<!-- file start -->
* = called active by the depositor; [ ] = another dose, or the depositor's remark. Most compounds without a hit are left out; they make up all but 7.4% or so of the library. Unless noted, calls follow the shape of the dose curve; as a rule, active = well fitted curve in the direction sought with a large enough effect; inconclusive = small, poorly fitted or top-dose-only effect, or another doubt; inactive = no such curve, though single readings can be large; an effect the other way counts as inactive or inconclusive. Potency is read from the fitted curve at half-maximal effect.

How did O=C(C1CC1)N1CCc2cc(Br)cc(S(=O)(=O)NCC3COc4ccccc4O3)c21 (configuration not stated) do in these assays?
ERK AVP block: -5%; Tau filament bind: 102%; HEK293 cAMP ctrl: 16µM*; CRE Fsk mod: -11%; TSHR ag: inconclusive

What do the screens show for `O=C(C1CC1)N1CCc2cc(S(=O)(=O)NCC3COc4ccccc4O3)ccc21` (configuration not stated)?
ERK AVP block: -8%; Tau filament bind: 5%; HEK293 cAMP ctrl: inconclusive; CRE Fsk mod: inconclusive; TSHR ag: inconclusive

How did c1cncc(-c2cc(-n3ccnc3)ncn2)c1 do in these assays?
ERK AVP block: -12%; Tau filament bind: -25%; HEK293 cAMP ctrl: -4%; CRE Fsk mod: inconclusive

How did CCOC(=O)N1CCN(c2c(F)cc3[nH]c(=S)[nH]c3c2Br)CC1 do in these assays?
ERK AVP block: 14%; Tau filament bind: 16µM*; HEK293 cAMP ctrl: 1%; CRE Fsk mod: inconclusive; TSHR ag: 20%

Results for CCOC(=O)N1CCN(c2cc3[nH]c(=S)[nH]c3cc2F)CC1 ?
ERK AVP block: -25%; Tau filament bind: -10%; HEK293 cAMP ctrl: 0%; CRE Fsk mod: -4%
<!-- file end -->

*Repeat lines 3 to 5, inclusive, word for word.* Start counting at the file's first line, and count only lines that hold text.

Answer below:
ERK AVP block: -5%; Tau filament bind: 102%; HEK293 cAMP ctrl: 16µM*; CRE Fsk mod: -11%; TSHR ag: inconclusive

What do the screens show for `O=C(C1CC1)N1CCc2cc(S(=O)(=O)NCC3COc4ccccc4O3)ccc21` (configuration not stated)?
ERK AVP block: -8%; Tau filament bind: 5%; HEK293 cAMP ctrl: inconclusive; CRE Fsk mod: inconclusive; TSHR ag: inconclusive